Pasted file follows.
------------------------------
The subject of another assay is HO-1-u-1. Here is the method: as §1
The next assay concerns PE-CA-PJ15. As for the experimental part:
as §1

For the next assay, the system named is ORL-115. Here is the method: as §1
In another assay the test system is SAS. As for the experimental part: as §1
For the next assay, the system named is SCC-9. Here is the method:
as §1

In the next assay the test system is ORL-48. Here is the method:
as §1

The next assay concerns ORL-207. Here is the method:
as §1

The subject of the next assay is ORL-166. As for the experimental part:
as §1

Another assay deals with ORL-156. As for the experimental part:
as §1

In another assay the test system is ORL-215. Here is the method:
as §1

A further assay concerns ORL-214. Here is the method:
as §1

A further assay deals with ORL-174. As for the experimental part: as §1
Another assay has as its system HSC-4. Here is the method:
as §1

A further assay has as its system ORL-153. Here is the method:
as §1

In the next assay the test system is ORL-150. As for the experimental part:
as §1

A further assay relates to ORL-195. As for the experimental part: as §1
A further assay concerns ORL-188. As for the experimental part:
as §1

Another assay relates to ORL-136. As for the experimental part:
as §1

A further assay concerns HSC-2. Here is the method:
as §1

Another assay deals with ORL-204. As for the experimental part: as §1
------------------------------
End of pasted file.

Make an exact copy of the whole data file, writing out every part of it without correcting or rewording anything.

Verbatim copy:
The subject of another assay is HO-1-u-1. Here is the method: as §1
The next assay concerns PE-CA-PJ15. As for the experimental part:
as §1

For the next assay, the system named is ORL-115. Here is the method: as §1
In another assay the test system is SAS. As for the experimental part: as §1
For the next assay, the system named is SCC-9. Here is the method:
as §1

In the next assay the test system is ORL-48. Here is the method:
as §1

The next assay concerns ORL-207. Here is the method:
as §1

The subject of the next assay is ORL-166. As for the experimental part:
as §1

Another assay deals with ORL-156. As for the experimental part:
as §1

In another assay the test system is ORL-215. Here is the method:
as §1

A further assay concerns ORL-214. Here is the method:
as §1

A further assay deals with ORL-174. As for the experimental part: as §1
Another assay has as its system HSC-4. Here is the method:
as §1

A further assay has as its system ORL-153. Here is the method:
as §1

In the next assay the test system is ORL-150. As for the experimental part:
as §1

A further assay relates to ORL-195. As for the experimental part: as §1
A further assay concerns ORL-188. As for the experimental part:
as §1

Another assay relates to ORL-136. As for the experimental part:
as §1

A further assay concerns HSC-2. Here is the method:
as §1

Another assay deals with ORL-204. As for the experimental part: as §1